Technological development and innovation : selected policy implications
Author(s)Benson, Christopher Lee
Massachusetts Institute of Technology. Technology and Policy Program.
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Technological development is one of the main drivers in economic progress throughout the world and is strongly linked to the creation of new industries, jobs, and wealth. This thesis attempts to better understand how a specific technological field develops over time and to examine the policy implications resulting from that research. In order to research the specific field, we present a repeatable method to identify and describe the important innovations in an industry, using the solar photovoltaic industry as a case study. A set of 2484 patented inventions in the solar PV industry between 1961 and 2011 was selected and their metadata and textual information were analyzed using a mixture of qualitative, quantitative and objective tests. Within the patent set, a group of most highly cited patents was located and defined. We found that these highly cited patents improved on technologies across different technological hierarchy levels and that the hierarchy levels did not appear to follow any pattern over time. When compared with other patents in the set of 2484, the highly cited patents, contrary to some conjectures, did not apparently rely more on new scientific discoveries as they did not cite scientific literature more frequently than less cited patents. These findings support the theory that even the most important developments in a field are part of an integrated system and cannot be treated as standalone improvements. The work also indicates that ascribing the bulk of progress to "breakthroughs" is not seen in objective data. The thesis continues with an analysis of how these findings may apply to innovation polices in organizations. Finally, technological innovation strategies within MIT, Stanford and the United States Air Force are analyzed through the lens of the model constructed from the findings.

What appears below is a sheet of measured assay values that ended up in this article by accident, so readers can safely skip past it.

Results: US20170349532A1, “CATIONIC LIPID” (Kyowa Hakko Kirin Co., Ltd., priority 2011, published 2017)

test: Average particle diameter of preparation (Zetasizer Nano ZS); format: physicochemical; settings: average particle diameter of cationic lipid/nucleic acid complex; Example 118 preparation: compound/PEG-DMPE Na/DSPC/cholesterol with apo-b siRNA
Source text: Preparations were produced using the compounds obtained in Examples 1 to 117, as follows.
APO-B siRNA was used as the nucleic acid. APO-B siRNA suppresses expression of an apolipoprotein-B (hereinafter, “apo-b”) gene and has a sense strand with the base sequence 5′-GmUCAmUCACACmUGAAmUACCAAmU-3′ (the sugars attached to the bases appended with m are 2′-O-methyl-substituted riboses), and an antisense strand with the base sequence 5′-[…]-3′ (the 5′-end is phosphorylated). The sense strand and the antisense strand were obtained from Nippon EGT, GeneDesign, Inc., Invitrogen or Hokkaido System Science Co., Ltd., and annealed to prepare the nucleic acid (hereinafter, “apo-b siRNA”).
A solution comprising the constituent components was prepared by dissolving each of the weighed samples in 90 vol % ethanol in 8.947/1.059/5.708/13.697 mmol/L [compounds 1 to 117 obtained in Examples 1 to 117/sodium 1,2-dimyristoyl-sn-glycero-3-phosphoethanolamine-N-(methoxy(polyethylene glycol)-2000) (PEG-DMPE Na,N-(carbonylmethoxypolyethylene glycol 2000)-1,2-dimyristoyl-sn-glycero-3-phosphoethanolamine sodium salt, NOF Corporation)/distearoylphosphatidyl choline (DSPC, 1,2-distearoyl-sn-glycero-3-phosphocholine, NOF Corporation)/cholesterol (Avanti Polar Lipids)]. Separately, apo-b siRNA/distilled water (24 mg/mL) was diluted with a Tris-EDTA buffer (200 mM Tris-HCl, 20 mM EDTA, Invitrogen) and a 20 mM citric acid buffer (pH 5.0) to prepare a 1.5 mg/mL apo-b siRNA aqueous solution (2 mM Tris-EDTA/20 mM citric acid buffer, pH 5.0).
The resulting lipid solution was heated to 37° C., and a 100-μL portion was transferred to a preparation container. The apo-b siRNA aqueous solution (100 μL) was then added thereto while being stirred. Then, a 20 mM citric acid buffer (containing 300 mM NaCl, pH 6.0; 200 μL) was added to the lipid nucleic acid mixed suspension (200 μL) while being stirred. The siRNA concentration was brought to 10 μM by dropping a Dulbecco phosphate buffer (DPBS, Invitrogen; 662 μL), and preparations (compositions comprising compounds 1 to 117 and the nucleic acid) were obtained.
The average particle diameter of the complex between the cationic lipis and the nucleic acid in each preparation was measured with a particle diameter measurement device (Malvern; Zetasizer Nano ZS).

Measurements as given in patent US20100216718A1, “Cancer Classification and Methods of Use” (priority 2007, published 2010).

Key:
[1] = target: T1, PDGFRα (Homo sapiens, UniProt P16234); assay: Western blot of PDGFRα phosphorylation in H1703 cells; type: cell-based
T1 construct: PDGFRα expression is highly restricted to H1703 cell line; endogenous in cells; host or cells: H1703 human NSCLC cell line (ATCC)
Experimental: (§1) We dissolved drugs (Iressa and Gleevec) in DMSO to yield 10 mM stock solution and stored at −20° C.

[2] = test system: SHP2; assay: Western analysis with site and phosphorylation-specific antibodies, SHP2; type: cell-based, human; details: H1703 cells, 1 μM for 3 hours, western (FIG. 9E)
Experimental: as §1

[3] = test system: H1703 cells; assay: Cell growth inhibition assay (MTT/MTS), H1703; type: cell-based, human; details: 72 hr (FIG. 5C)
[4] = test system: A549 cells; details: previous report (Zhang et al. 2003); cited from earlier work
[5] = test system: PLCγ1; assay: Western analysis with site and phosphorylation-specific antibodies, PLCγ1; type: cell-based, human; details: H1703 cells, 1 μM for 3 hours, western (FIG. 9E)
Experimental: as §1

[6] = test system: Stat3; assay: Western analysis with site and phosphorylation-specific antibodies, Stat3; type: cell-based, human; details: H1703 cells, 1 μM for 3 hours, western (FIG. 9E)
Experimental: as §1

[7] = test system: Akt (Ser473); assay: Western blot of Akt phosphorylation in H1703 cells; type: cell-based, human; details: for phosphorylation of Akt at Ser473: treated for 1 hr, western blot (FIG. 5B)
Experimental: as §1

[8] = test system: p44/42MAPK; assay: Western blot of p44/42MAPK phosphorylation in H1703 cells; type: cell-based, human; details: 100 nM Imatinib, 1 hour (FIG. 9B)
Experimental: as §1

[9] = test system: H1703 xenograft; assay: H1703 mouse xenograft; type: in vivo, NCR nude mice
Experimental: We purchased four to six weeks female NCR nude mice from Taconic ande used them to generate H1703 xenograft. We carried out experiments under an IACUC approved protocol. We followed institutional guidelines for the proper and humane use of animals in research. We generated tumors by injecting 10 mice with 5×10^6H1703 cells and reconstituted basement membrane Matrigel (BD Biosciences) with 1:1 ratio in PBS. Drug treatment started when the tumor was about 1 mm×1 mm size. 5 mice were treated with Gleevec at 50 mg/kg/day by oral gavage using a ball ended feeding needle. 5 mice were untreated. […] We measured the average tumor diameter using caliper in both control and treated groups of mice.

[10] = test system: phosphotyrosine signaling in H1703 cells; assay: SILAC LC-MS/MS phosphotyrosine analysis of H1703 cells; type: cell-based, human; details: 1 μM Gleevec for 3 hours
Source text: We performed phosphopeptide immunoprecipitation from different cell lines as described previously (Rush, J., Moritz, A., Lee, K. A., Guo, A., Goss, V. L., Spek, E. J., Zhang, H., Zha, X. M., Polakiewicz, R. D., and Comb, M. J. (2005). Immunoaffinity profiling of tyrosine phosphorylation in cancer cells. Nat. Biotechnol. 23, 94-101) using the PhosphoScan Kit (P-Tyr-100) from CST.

Thesis (S.M.)--Massachusetts Institute of Technology, Dept. of Mechanical Engineering; and, (S.M. in Technology and Policy)--Massachusetts Institute of Technology, Engineering Systems Division, Technology and Policy Program, 2012.Cataloged from PDF version of thesis.Includes bibliographical references (p. 59-62).
DepartmentMassachusetts Institute of Technology. Dept. of Mechanical Engineering.; Massachusetts Institute of Technology. Engineering Systems Division.; Massachusetts Institute of Technology. Technology and Policy Program.
Massachusetts Institute of Technology
Mechanical Engineering., Engineering Systems Division., Technology and Policy Program.